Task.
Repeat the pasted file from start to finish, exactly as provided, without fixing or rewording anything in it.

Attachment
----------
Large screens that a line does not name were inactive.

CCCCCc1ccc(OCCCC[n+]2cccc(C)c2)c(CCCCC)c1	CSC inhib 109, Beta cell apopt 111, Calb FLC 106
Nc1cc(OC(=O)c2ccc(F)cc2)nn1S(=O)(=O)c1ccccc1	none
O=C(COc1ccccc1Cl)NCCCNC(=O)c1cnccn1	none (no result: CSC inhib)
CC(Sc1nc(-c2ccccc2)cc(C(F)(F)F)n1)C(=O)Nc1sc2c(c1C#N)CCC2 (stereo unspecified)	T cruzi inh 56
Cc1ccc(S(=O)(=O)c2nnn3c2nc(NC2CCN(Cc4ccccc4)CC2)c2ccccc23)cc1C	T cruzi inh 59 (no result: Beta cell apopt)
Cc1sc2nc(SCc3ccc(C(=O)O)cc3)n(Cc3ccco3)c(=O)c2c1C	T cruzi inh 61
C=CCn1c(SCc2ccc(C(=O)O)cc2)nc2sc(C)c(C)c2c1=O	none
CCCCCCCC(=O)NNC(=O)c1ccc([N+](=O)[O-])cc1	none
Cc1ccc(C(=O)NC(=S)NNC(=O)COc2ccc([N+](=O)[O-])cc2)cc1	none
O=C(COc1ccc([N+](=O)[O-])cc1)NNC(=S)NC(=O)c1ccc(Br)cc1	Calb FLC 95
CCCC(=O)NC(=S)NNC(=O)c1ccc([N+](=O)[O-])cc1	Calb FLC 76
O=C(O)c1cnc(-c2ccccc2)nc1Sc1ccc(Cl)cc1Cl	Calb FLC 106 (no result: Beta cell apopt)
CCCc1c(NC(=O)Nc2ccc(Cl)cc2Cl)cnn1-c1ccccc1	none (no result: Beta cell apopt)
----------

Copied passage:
Large screens that a line does not name were inactive.

CCCCCc1ccc(OCCCC[n+]2cccc(C)c2)c(CCCCC)c1	CSC inhib 109, Beta cell apopt 111, Calb FLC 106
Nc1cc(OC(=O)c2ccc(F)cc2)nn1S(=O)(=O)c1ccccc1	none
O=C(COc1ccccc1Cl)NCCCNC(=O)c1cnccn1	none (no result: CSC inhib)
CC(Sc1nc(-c2ccccc2)cc(C(F)(F)F)n1)C(=O)Nc1sc2c(c1C#N)CCC2 (stereo unspecified)	T cruzi inh 56
Cc1ccc(S(=O)(=O)c2nnn3c2nc(NC2CCN(Cc4ccccc4)CC2)c2ccccc23)cc1C	T cruzi inh 59 (no result: Beta cell apopt)
Cc1sc2nc(SCc3ccc(C(=O)O)cc3)n(Cc3ccco3)c(=O)c2c1C	T cruzi inh 61
C=CCn1c(SCc2ccc(C(=O)O)cc2)nc2sc(C)c(C)c2c1=O	none
CCCCCCCC(=O)NNC(=O)c1ccc([N+](=O)[O-])cc1	none
Cc1ccc(C(=O)NC(=S)NNC(=O)COc2ccc([N+](=O)[O-])cc2)cc1	none
O=C(COc1ccc([N+](=O)[O-])cc1)NNC(=S)NC(=O)c1ccc(Br)cc1	Calb FLC 95
CCCC(=O)NC(=S)NNC(=O)c1ccc([N+](=O)[O-])cc1	Calb FLC 76
O=C(O)c1cnc(-c2ccccc2)nc1Sc1ccc(Cl)cc1Cl	Calb FLC 106 (no result: Beta cell apopt)
CCCc1c(NC(=O)Nc2ccc(Cl)cc2Cl)cnn1-c1ccccc1	none (no result: Beta cell apopt)